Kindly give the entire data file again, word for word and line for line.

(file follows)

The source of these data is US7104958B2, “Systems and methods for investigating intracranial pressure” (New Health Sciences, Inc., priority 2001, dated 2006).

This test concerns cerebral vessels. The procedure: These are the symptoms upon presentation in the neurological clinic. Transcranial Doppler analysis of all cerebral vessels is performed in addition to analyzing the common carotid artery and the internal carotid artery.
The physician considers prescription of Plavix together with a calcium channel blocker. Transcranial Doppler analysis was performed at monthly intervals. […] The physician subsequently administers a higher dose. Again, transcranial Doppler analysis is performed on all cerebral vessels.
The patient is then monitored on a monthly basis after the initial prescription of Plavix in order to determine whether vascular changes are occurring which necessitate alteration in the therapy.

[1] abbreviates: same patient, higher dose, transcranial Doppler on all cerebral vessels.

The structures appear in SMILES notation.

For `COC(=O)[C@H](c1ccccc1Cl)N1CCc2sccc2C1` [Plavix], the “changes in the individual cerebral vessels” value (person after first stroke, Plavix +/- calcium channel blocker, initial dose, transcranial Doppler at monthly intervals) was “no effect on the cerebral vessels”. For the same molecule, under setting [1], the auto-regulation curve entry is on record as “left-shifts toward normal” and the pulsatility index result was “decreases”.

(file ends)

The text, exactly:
The source of these data is US7104958B2, “Systems and methods for investigating intracranial pressure” (New Health Sciences, Inc., priority 2001, dated 2006).

This test concerns cerebral vessels. The procedure: These are the symptoms upon presentation in the neurological clinic. Transcranial Doppler analysis of all cerebral vessels is performed in addition to analyzing the common carotid artery and the internal carotid artery.
The physician considers prescription of Plavix together with a calcium channel blocker. Transcranial Doppler analysis was performed at monthly intervals. […] The physician subsequently administers a higher dose. Again, transcranial Doppler analysis is performed on all cerebral vessels.
The patient is then monitored on a monthly basis after the initial prescription of Plavix in order to determine whether vascular changes are occurring which necessitate alteration in the therapy.

[1] abbreviates: same patient, higher dose, transcranial Doppler on all cerebral vessels.

The structures appear in SMILES notation.

For `COC(=O)[C@H](c1ccccc1Cl)N1CCc2sccc2C1` [Plavix], the “changes in the individual cerebral vessels” value (person after first stroke, Plavix +/- calcium channel blocker, initial dose, transcranial Doppler at monthly intervals) was “no effect on the cerebral vessels”. For the same molecule, under setting [1], the auto-regulation curve entry is on record as “left-shifts toward normal” and the pulsatility index result was “decreases”.